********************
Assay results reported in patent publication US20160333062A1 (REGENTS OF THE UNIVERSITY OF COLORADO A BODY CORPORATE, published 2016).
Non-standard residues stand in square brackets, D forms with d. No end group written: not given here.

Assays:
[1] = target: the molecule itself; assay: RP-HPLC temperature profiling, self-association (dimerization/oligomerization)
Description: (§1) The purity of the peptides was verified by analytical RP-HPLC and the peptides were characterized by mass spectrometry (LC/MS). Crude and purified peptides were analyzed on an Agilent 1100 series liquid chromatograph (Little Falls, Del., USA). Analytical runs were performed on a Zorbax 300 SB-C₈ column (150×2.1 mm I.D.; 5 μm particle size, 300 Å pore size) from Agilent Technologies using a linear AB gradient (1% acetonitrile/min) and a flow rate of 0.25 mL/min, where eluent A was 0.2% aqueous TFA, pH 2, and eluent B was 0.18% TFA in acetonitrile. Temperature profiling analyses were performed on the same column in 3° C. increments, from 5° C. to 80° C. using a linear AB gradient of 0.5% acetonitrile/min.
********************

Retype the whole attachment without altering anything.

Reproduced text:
Assay results reported in patent publication US20160333062A1 (REGENTS OF THE UNIVERSITY OF COLORADO A BODY CORPORATE, published 2016).
Non-standard residues stand in square brackets, D forms with d. No end group written: not given here.

Assays:
[1] = target: the molecule itself; assay: RP-HPLC temperature profiling, self-association (dimerization/oligomerization)
Description: (§1) The purity of the peptides was verified by analytical RP-HPLC and the peptides were characterized by mass spectrometry (LC/MS). Crude and purified peptides were analyzed on an Agilent 1100 series liquid chromatograph (Little Falls, Del., USA). Analytical runs were performed on a Zorbax 300 SB-C₈ column (150×2.1 mm I.D.; 5 μm particle size, 300 Å pore size) from Agilent Technologies using a linear AB gradient (1% acetonitrile/min) and a flow rate of 0.25 mL/min, where eluent A was 0.2% aqueous TFA, pH 2, and eluent B was 0.18% TFA in acetonitrile. Temperature profiling analyses were performed on the same column in 3° C. increments, from 5° C. to 80° C. using a linear AB gradient of 0.5% acetonitrile/min.